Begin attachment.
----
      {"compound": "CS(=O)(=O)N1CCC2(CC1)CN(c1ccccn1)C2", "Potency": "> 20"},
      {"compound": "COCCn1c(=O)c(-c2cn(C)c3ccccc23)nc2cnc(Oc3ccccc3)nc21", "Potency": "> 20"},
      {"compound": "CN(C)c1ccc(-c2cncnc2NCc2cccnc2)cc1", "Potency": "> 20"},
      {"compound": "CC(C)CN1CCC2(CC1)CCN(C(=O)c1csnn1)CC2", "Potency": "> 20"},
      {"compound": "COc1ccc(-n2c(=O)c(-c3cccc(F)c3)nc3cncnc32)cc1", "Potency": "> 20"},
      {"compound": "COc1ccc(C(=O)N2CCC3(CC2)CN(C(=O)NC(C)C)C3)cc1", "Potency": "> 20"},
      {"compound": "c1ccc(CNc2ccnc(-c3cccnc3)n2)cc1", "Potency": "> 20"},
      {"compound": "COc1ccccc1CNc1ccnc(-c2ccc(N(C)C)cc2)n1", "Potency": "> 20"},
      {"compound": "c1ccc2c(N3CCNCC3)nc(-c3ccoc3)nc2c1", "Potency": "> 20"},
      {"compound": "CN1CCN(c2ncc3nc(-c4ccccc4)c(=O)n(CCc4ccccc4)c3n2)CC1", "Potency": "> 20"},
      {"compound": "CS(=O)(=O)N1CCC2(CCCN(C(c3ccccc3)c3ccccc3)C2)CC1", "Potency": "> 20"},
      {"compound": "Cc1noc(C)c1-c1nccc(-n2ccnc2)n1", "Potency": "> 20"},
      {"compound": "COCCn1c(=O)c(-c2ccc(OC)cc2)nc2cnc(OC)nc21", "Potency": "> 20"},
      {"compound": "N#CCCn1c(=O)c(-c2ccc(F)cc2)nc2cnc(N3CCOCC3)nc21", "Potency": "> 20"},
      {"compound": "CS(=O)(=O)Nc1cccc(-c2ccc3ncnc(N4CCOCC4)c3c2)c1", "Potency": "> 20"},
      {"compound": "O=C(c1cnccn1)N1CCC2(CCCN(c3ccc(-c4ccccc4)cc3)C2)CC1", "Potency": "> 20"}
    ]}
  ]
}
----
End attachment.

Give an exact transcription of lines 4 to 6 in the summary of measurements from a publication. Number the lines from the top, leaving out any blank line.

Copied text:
      {"compound": "CC(C)CN1CCC2(CC1)CCN(C(=O)c1csnn1)CC2", "Potency": "> 20"},
      {"compound": "COc1ccc(-n2c(=O)c(-c3cccc(F)c3)nc3cncnc32)cc1", "Potency": "> 20"},
      {"compound": "COc1ccc(C(=O)N2CCC3(CC2)CN(C(=O)NC(C)C)C3)cc1", "Potency": "> 20"},